All About Estates

Beneficial ownership reporting – beware of penalties

Proposed regulation subsection 204.2(1) of the Income Tax Act (ITA) introduces a requirement for all trusts, that are required to file a return of income, to provide additional information[1] for each person who, in the year, is a trustee (or protector[2]), beneficiary or settlor[3]. This additional information includes:

  • name,
  • address,
  • date of birth (in the case of an individual other than a trust), and
  • jurisdiction of residence and taxpayer identification number.

Trustees’ responsibility

The trustees are responsible for gathering the information outlined above which could prove difficult in some circumstances especially where there is an unwillingness by the reportable person to provide this information.

With the onus of reporting imposed on the trustees, there is concern that the trustees could face penalties for non-compliance or omission of information.

Existing penalties

The ITA has penalty provisions to deal with non-filing and filing of false statements or omission of information regarding prescribed forms.

Not filing the prescribed form can result in a penalty of $25 per day to a maximum of $2,500 under subsection 162(7); whereas a form with missing information can result in a $100 penalty per instance under subsection 162(5). If the form is missing substantial information, the Canada Revenue Agency (CRA) may determine the form to be invalid and impose the larger non-filing penalty under subsection 162(7).

New proposed penalty

A new proposed penalty under subsection 163(5), specifically designed for the beneficial ownership reporting, applies where a person knowingly or under circumstances amounting to gross negligence makes or participates in, assents to or acquiesces in, the making of a false statement or omission in a return of income of a trust. This penalty, calculated under proposed subsection 163(6), is equal to the greater of $2,500 and 5% of the fair market value of all the property held by the trust.

This proposed penalty has a potentially high ceiling, which can be cause for concern if the trustees do not exercise a certain standard of care.

Knowingly or gross negligence

For argument’s sake, let’s assume that the trustees are not acting in such a way to be classified as grossly negligent, however, there is still the concern of knowingly omitting required information.

Under paragraph 28.4.2 of the CRA audit manual, the CRA interprets knowingly as follows:

“Knowingly” implies that a person knew or ought to have known. “Knew” implies that a person deliberately or intentionally acted in such a manner, while “ought to have known” does not mean actual knowledge, but means that the person had in effect the means of knowledge.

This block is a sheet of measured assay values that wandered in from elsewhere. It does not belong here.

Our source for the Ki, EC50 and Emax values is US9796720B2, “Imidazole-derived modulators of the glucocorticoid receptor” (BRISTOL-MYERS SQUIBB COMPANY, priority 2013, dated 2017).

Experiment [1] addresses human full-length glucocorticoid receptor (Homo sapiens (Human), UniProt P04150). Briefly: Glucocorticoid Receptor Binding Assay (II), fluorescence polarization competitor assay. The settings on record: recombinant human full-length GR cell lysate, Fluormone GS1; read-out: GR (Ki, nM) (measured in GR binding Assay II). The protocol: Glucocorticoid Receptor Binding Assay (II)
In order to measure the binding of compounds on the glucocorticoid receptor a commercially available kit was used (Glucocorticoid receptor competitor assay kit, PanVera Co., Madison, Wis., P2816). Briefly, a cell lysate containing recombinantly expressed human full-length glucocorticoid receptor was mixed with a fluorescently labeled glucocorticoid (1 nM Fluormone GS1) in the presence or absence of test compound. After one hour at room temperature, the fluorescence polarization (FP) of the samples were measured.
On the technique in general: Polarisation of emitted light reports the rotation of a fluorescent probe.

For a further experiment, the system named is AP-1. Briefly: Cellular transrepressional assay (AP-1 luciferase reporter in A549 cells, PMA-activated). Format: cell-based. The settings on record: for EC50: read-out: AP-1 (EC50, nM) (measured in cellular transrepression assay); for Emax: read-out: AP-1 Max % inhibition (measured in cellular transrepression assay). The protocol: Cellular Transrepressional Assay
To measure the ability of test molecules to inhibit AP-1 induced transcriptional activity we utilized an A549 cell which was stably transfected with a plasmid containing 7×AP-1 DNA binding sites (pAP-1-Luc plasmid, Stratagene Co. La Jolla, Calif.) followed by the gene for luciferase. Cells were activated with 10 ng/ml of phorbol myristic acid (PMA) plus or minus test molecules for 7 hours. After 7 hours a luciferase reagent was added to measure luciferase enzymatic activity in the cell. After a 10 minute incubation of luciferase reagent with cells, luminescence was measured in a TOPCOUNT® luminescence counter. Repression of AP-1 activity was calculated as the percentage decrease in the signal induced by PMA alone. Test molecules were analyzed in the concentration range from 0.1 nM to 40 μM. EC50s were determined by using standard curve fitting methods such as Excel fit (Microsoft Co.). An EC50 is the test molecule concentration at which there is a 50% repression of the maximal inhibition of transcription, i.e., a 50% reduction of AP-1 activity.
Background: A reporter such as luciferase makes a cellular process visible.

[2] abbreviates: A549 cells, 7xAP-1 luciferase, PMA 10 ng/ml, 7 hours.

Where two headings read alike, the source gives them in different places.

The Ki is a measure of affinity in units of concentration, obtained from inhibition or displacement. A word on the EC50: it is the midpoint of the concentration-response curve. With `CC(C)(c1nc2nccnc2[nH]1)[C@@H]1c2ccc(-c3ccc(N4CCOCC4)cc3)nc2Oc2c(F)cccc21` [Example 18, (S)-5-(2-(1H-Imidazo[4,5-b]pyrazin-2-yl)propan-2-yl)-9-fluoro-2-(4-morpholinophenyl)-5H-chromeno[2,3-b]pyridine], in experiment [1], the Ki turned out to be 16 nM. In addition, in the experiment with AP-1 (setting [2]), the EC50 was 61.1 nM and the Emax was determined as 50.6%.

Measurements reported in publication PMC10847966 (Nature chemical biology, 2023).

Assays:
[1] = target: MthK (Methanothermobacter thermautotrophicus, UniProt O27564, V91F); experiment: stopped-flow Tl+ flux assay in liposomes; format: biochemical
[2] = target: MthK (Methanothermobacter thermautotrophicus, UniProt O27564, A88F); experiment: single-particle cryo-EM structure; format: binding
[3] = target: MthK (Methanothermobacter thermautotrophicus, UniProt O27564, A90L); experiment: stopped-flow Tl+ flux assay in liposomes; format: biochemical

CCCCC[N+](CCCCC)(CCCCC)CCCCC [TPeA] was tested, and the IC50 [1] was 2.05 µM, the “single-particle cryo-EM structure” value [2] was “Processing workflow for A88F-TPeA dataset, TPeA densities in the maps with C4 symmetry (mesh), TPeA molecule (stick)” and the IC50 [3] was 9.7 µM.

There is concern that a trustee could be subject to this new penalty if they knowingly omit required information.

Reasonable effort

The Department of Finance did propose a due diligence defense under proposed regulation, subsection 204.2(2), to ensure trustees were not penalized when they could not identify a particular beneficiary with reasonable effort. Trustees need to be aware that this “reasonable effort” due diligence defense is limited to identifying a particular unknown beneficiary. It does not apply to reporting the information for trustees, settlors or known beneficiaries.

Guidance with proposed penalty

This new proposed penalty is similar to the already existing penalty under subsection 163(2), often referred to as the “gross negligence penalty”. There is significant jurisprudence and commentary in relation to the existing penalty under subsection 163(2) to assist trustees and their advisors in understanding how the CRA and the courts will administer this new proposed penalty provision under subsection 163(5). For starters, the onus is on the CRA to support the penalty assessment.

Reasonable standard of care

To minimize penalties, trustees should use reasonable effort to obtain required information for all reportable persons. If there are gaps in the required information for a reportable person, it would be prudent to disclose the information available instead of omitting the reportable person entirely.

Documentation of the trustees’ efforts to gather the necessary information will be very important in case of a penalty assessment under subsection 163(5). All formal or informal correspondence with the reportable persons should be maintained. In contentious situations, the trustees may need to seek legal advice.

Trustees should always keep in mind the need to exercise a reasonable standard of care of a prudent person when complying with the beneficial ownership reporting to minimize the chance of penalty.


[1] This additional information is required to be provided with the T3 Trust Income Tax and Information Return.

[2] A protector would be a person that has the ability (through the terms of the trust or a related agreement) to exert influence over trustee decisions regarding the appointment of income or capital of the trust.

[3] Settlor as defined in subsection 17(15) of the Income Tax Act.

About John Oakey
National Tax Director for Baker Tilly Canada. John has extensive experience with Canadian corporate and personal income taxes with specialization in the areas of corporate reorganizations, estate planning, succession planning and tax compliance. He also has significant experience dealing with GST/HST issues and U.S. citizen cross-border tax reporting issues.


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